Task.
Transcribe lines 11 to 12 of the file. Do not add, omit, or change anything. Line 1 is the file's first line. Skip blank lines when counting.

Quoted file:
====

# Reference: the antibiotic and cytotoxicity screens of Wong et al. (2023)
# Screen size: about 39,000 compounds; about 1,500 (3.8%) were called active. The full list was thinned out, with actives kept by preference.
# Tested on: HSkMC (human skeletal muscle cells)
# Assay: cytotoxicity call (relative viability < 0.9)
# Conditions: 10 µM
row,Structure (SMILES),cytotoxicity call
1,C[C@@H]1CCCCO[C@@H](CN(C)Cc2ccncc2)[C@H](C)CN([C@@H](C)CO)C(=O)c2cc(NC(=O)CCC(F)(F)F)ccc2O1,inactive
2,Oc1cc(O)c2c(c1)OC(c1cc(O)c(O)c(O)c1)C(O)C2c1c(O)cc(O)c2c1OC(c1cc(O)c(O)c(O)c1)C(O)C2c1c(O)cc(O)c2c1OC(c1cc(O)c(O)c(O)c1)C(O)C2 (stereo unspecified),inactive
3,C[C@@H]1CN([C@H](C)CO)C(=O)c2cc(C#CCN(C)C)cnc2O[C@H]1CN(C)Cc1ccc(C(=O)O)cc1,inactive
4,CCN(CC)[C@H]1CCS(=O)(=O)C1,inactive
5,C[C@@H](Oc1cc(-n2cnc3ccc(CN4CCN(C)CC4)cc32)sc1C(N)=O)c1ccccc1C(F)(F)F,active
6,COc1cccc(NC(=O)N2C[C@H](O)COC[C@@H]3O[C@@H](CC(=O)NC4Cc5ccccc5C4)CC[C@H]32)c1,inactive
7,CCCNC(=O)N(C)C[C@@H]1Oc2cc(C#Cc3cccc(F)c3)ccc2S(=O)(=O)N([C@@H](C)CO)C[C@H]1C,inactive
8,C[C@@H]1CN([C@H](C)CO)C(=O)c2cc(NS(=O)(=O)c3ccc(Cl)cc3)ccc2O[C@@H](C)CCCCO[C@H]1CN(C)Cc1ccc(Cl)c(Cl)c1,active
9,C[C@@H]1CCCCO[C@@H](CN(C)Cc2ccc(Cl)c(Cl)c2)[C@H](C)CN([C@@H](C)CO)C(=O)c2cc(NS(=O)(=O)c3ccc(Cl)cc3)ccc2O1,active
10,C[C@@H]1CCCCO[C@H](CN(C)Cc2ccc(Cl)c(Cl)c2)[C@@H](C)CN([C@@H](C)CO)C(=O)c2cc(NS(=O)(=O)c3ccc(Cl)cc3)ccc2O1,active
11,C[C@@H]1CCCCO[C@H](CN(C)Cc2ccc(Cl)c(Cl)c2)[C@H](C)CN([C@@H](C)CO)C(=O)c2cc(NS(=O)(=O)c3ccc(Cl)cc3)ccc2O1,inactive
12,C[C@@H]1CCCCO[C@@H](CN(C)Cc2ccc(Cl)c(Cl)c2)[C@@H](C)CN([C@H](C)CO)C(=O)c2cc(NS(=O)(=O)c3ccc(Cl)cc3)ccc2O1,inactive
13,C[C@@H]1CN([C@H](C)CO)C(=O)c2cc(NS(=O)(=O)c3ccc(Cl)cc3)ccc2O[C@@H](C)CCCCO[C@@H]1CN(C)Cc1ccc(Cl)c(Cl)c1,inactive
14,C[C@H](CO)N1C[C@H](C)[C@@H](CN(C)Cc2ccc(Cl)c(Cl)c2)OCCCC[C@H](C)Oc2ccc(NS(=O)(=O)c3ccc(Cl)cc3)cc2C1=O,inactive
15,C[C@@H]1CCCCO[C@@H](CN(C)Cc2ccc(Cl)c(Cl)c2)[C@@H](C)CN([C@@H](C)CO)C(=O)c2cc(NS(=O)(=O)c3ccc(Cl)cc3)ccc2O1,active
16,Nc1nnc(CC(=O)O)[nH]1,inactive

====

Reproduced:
5,C[C@@H](Oc1cc(-n2cnc3ccc(CN4CCN(C)CC4)cc32)sc1C(N)=O)c1ccccc1C(F)(F)F,active
6,COc1cccc(NC(=O)N2C[C@H](O)COC[C@@H]3O[C@@H](CC(=O)NC4Cc5ccccc5C4)CC[C@H]32)c1,inactive